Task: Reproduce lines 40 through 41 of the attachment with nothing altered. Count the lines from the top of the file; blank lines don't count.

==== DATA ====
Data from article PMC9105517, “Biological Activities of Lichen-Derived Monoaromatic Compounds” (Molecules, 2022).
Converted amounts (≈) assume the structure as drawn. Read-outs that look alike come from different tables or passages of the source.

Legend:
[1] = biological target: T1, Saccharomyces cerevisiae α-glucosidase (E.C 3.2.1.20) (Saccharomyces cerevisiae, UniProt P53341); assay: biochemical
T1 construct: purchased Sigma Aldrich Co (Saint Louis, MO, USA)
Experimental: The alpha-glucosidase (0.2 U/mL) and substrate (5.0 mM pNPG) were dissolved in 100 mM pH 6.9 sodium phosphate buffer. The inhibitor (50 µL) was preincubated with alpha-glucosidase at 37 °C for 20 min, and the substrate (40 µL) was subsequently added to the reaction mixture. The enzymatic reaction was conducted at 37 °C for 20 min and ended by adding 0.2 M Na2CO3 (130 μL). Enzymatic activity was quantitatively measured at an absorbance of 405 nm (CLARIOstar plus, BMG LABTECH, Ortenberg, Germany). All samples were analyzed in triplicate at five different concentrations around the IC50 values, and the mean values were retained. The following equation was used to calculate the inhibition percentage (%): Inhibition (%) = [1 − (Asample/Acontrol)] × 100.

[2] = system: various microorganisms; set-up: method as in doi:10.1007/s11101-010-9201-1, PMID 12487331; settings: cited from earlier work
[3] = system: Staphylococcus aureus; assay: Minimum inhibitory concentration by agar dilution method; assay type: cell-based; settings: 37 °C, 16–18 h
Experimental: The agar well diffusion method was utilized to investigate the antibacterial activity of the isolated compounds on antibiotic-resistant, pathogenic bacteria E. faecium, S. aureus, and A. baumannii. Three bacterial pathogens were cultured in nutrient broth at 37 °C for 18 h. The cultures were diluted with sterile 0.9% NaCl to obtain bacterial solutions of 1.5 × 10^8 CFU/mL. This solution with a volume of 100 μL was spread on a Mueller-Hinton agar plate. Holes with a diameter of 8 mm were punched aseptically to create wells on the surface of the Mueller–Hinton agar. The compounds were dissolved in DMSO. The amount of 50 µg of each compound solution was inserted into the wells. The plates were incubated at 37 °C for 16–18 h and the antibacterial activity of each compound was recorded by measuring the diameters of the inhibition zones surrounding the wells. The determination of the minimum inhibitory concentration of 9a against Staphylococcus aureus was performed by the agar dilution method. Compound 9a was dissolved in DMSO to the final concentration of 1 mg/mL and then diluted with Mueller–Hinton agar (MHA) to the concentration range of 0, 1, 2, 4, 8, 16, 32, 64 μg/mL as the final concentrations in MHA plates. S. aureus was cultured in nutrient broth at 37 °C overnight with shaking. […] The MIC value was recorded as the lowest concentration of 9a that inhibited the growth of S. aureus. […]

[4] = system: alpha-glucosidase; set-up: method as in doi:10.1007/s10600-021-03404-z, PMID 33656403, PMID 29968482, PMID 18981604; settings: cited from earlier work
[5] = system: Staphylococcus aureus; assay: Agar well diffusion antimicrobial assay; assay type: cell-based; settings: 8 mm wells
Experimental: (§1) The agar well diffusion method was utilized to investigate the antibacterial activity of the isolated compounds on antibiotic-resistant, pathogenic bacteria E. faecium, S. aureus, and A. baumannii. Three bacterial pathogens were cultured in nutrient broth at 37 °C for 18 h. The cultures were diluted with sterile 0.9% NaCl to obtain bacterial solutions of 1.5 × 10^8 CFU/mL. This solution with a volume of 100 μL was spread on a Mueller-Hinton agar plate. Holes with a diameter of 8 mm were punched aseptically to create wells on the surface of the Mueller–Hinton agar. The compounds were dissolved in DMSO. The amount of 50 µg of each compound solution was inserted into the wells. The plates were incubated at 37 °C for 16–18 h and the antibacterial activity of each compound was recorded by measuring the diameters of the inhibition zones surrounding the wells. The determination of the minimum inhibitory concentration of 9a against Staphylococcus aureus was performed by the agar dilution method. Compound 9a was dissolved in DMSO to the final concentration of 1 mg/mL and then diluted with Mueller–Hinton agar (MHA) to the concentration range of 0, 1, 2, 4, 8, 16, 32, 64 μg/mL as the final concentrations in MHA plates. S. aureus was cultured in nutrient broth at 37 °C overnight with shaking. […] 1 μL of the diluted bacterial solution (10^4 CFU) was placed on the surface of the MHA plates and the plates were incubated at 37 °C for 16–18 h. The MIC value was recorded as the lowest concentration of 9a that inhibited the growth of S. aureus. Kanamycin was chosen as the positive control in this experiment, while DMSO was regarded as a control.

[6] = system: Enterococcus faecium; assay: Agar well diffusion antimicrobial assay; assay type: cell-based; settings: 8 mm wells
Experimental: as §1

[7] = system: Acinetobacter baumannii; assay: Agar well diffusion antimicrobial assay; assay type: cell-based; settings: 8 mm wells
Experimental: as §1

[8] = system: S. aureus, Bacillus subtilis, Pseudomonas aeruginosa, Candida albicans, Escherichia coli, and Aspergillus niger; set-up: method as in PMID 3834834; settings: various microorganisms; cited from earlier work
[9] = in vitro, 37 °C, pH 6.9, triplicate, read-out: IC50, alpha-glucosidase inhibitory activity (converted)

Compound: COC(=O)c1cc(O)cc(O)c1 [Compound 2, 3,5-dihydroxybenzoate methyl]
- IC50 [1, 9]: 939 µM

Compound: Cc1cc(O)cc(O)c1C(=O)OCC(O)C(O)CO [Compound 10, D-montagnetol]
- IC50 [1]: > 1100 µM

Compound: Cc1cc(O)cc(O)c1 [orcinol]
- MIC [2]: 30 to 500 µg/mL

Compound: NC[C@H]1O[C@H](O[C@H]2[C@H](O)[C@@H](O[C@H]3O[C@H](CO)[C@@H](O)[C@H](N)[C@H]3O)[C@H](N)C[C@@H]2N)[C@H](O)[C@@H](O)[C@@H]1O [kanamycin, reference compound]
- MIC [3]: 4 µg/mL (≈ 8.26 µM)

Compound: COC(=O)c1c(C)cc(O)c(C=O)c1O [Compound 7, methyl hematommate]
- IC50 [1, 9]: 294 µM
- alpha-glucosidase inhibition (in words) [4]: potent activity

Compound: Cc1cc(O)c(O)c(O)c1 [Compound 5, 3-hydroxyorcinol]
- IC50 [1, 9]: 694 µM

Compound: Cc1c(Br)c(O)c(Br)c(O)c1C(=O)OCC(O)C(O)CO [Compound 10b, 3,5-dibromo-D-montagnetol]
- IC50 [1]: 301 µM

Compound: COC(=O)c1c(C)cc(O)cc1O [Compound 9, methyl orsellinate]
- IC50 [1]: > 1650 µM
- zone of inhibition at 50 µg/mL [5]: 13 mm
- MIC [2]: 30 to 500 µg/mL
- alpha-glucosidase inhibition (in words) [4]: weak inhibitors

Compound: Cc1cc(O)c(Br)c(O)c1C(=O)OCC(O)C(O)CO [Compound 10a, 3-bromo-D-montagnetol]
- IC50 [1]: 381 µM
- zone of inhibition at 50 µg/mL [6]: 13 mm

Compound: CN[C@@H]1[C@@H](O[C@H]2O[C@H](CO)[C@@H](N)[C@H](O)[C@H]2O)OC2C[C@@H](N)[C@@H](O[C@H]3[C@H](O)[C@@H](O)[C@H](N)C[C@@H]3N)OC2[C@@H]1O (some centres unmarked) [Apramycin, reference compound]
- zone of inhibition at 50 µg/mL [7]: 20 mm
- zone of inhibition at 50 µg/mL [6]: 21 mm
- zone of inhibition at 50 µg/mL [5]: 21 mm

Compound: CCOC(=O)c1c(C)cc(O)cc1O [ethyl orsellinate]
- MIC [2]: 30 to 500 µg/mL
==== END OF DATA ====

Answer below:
- IC50 [1]: 381 µM
- zone of inhibition at 50 µg/mL [6]: 13 mm